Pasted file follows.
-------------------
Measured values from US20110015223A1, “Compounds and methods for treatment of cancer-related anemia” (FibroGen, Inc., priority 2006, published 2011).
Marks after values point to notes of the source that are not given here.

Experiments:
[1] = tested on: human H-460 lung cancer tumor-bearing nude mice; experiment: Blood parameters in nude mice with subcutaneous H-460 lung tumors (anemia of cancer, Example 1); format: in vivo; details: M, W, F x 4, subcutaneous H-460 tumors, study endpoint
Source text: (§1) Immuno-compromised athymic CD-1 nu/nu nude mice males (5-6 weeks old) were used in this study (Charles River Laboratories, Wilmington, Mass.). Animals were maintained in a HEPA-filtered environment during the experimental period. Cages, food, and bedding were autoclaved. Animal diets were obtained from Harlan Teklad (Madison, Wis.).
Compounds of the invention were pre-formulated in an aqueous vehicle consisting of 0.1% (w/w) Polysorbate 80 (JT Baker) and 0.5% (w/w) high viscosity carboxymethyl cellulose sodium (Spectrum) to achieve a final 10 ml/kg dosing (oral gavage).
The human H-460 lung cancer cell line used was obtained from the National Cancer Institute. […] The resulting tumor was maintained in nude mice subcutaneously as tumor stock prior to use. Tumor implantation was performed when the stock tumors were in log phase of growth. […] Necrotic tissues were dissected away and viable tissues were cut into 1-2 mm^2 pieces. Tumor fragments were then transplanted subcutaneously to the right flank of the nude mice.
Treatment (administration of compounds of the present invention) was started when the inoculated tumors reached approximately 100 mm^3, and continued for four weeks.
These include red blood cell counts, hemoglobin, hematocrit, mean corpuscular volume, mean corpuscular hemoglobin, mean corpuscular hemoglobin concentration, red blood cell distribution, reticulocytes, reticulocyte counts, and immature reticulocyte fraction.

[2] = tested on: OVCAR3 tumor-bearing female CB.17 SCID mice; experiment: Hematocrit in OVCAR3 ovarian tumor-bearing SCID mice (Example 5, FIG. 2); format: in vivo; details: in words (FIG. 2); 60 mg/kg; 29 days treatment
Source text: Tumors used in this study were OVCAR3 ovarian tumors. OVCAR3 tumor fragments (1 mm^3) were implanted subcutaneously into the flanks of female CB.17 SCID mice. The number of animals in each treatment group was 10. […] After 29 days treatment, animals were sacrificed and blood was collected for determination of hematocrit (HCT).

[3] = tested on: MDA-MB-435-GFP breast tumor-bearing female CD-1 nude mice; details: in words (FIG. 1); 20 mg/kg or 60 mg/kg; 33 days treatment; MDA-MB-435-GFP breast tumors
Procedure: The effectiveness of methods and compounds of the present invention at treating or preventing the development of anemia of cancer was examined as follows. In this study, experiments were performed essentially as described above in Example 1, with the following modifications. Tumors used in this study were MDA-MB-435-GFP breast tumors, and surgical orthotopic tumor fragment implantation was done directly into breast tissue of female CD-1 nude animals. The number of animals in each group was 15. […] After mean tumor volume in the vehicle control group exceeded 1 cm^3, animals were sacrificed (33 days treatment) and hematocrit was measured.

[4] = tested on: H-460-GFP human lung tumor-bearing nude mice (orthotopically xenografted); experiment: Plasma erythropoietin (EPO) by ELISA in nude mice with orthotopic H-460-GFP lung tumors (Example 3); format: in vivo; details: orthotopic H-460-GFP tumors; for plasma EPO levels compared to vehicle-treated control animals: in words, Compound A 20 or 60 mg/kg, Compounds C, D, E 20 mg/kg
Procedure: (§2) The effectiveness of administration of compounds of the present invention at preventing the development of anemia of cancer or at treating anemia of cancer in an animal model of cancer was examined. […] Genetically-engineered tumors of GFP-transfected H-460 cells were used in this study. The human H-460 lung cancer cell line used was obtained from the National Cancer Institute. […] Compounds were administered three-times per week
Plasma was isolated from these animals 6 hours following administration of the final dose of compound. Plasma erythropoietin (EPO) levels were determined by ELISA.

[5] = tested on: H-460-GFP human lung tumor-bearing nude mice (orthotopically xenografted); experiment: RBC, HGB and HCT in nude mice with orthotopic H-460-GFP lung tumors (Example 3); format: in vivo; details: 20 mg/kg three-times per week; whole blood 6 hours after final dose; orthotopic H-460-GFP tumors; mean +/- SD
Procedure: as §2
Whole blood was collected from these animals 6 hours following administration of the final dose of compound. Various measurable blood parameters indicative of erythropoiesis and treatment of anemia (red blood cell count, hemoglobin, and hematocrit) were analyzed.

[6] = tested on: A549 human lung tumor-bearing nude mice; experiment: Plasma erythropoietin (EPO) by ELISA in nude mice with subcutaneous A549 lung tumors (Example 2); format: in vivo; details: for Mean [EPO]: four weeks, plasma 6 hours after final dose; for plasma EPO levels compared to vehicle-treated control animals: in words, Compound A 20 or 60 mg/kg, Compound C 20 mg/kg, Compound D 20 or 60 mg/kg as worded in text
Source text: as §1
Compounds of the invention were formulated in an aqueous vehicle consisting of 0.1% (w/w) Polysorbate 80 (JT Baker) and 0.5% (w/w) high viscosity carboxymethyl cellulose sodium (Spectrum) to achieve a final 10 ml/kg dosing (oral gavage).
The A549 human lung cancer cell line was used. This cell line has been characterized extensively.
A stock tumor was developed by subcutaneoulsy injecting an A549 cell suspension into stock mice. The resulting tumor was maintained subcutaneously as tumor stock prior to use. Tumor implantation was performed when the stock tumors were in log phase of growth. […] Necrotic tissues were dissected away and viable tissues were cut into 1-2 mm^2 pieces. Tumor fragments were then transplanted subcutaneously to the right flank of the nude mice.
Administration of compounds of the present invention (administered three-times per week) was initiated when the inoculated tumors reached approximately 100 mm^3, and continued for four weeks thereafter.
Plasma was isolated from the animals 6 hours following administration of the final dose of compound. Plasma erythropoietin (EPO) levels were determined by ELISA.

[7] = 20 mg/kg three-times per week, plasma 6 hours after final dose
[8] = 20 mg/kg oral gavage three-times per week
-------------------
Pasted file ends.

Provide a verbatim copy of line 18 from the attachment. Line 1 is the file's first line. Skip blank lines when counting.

Procedure: as §2